As oil production goes, Florida isn't much of a player. The state produced less than 2 million barrels last year, which is how much oil Texas pumps from its wells each day.
That's about to change as the revolution in oil drilling technology comes to Florida.
One of the areas targeted for oil drilling is at Jaime Duran's doorstep in the southwestern part of the state. A retired engineer, Duran lives in a cottage with his wife, Pamela, and the chickens they raise on a 5-acre plot. Last year, the Durans were surprised when a man came by with information about a plot of land just 1,300 feet from their house.
"He said he wasn't supposed to tell us a lot of things," Jaime Duran says. "But he says, basically, they're putting an oil well there."
The man was from a company hired by the driller. He delivered a letter that warned residents that they were in an evacuation zone, and of the possibility of a release of toxic hydrogen sulfide gas. Duran and his wife began doing research and asking questions.
The more they learned, the more alarmed they became, Duran says.
"Our biggest concern is not the hydrogen sulfide," he says. "Our biggest concern is the brine, the produced waters. Every gallon of oil that they extract, they will get 20 gallons of salt water. And that salt water is toxic."
A Texas company has already received permission from the state to drill an exploratory well on the land. The Dan A. Hughes Co. is now seeking permission for an injection well that would accommodate the millions of gallons of toxic brine produced in the drilling process.
Residents and environmental groups strongly oppose the plan. At a community center in Naples, state and federal officials recently held hearings to take public comments on the proposed well. Outside, activists rallied and chanted, calling on the EPA to deny the permit for an injection well, and for state authorities to reverse their decision allowing exploratory drilling.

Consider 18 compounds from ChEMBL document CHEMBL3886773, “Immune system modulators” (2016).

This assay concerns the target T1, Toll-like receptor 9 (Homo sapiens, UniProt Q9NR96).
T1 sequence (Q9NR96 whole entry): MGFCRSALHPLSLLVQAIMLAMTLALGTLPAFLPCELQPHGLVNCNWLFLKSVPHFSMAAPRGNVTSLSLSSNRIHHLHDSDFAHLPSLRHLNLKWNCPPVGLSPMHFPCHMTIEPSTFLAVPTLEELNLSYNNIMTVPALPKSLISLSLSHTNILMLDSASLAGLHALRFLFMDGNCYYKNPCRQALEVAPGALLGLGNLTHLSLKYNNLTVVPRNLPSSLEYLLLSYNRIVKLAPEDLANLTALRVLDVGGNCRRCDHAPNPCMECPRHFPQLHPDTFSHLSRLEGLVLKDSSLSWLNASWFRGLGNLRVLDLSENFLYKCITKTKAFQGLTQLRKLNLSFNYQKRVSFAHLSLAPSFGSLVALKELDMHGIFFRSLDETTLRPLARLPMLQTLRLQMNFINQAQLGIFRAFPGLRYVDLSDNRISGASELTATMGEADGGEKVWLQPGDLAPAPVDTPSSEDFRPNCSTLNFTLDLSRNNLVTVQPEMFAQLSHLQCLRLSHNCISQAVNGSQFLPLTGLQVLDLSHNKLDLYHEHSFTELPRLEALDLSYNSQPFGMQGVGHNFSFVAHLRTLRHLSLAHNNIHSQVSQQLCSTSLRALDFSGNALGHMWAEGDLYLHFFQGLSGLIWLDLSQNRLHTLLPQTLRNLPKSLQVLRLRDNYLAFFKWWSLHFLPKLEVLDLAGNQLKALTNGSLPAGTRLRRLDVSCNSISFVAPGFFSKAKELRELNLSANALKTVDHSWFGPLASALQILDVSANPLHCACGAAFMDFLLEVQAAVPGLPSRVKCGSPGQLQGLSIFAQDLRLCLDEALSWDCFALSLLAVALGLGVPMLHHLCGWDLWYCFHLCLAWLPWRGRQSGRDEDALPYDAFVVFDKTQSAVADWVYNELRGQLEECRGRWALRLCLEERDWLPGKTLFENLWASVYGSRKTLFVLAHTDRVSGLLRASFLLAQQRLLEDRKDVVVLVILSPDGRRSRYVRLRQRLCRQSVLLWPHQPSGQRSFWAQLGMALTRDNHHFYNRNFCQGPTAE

A residents' group called Preserve Our Paradise has already filed a legal challenge. With just one road serving a large community, the current evacuation plan would not be adequate if there's an explosion, spill or toxic gas release, the group says.
Matthew Schwartz, director of the South Florida Wildlands Association, has environmental concerns. The well would be in the heart of the western Everglades, an area more diverse than Everglades National Park.
"It's not just saw grass. It's got this tremendous diversity," Schwartz says. "It is the last holdout for the Florida panther."
Florida's state animal is one of the most endangered species in America, with no more than 160 still left in the wild. With declining habitat, the panther's outlook already isn't good. Schwartz worries that mounting a major industrial operation will drive them out of the area.
But Florida's fish and wildlife commission disagrees. At the hearing, Darrell Land, a state panther specialist, said he saw no reason why the drilling would pose a problem.
"Panthers have utilized areas where active oil extraction is going on, and they've been doing that for 30 to 40 years," Land says. "We also know that panthers have learned to coexist with all kinds of disruption."
His comments, along with those of other state officials, were met with jeers and boos from the audience.
So far, state and federal officials haven't indicated that they see anything to stop the permit applications from being approved.
With new drilling technology, even long-neglected oil fields, such as those in Florida, can now be made productive. Oil companies have applied for 15 new drilling permits within the past year in Florida, and more are likely coming.
David Mica, the head of the Florida Petroleum Council, says with new techniques of directional drilling, companies can search for oil in sensitive areas with minimal surface disturbances.
"It's really the sort of thing that those that are concerned about our environment should be cheering for," Mica says.
The Dan A. Hughes Co. says it has no plans at this point to use fracking in Florida. But skeptical drilling opponents say that if the company changes its mind, Florida's rules do allow it to begin fracking in the Everglades after notifying state regulators.